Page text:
This chapter seeks to assess if there is any evidence that overseas development assistance (ODA), through its influence upon the climate-resilient grants and development…
This chapter seeks to assess if there is any evidence that overseas development assistance (ODA), through its influence upon the climate-resilient grants and development grants, has impacted Fiji's developmental goals and climate resilience as a Small Island Development State (SIDS). To broaden the framework, it develops and applies two indicators of development and climate resilience for Fiji and seeks to establish – from the time series analysis – if these indicators bear a long-term and equilibrium relationship with the ODA for Fiji. By exploiting a suitable data set, it brings three important insights into the literature on climate shocks from global warming for SIDS. There are three critical elements found from the study: first, ODA did not play any role in reducing underdevelopment (DVIT) in Fiji. Secondly, ODA played an important role in increasing sustainability, or resilience, in Fiji: an increase in ODA by 1% increased sustainability, or resilience measured by the sustainability index SUS, by 0.24% at 1% level of significance. Finally, it is noted that oil price hikes compromised Fiji's resilience or sustainability. In the short-run, both ODA and OILP compromised the sustainability of Fiji.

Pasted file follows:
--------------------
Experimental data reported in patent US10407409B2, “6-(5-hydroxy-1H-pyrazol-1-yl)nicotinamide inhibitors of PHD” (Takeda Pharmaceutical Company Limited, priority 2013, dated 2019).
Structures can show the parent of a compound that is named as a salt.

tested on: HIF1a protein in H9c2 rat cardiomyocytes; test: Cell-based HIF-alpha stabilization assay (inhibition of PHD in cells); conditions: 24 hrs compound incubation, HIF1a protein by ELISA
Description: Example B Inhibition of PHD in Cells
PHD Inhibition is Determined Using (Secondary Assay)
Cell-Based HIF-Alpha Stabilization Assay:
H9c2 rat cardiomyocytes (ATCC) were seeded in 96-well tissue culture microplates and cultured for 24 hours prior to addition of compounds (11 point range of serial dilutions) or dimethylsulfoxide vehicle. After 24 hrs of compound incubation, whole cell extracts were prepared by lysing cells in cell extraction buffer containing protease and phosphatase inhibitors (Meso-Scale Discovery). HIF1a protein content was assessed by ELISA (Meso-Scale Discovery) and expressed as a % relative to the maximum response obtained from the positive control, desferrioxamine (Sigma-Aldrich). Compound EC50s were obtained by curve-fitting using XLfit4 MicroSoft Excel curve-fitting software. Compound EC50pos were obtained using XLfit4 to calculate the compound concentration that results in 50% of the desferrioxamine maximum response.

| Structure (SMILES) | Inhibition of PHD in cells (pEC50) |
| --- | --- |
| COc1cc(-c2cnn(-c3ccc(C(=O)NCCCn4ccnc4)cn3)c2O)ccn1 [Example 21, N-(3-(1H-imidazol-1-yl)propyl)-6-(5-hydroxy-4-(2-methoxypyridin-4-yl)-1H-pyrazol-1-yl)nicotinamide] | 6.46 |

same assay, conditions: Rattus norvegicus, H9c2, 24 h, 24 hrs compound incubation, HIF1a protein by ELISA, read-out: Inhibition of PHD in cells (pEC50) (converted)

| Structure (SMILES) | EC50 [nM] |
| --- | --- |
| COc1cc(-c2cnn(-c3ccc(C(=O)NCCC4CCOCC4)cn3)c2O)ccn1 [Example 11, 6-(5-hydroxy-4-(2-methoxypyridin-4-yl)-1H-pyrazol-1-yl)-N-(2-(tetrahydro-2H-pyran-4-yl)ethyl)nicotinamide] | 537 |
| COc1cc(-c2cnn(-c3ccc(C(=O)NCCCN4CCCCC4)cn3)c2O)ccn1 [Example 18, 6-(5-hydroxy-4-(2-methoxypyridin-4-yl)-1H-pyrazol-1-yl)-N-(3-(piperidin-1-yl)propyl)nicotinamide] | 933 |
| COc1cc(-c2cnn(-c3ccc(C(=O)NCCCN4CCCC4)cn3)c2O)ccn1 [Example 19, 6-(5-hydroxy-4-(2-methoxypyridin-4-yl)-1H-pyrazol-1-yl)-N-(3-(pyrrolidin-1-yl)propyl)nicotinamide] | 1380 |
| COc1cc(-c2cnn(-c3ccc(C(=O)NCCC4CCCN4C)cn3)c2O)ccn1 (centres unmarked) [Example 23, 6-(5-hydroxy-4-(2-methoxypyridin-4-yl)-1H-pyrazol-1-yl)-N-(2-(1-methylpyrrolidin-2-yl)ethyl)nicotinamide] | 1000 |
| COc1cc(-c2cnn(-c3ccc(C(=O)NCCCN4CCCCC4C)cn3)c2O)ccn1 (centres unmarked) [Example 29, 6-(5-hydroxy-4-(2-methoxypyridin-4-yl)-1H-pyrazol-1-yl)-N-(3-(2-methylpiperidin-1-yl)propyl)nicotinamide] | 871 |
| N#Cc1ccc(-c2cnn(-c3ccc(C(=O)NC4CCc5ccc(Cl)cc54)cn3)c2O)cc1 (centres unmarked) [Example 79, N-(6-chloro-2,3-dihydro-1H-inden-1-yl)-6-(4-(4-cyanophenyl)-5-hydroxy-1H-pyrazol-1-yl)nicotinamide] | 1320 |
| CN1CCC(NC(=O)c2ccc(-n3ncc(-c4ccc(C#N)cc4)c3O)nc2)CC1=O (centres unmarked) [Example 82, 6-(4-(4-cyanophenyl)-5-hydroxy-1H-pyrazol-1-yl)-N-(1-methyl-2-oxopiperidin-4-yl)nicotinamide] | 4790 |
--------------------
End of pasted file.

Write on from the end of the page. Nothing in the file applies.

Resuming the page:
The case illustrates an entrepreneurial voyage and venture creation and through it helps in identifying the reasons and causes for that venture's failure. It also enables discussion on the importance of planning a venture, more importantly; financing, managing, growing, and ending a venture and on how to avoid the pitfalls that befall such enterprises. This case can be used in Entrepreneurship courses as well as MBA, PGP and Executive Education programmes on Entrepreneurship.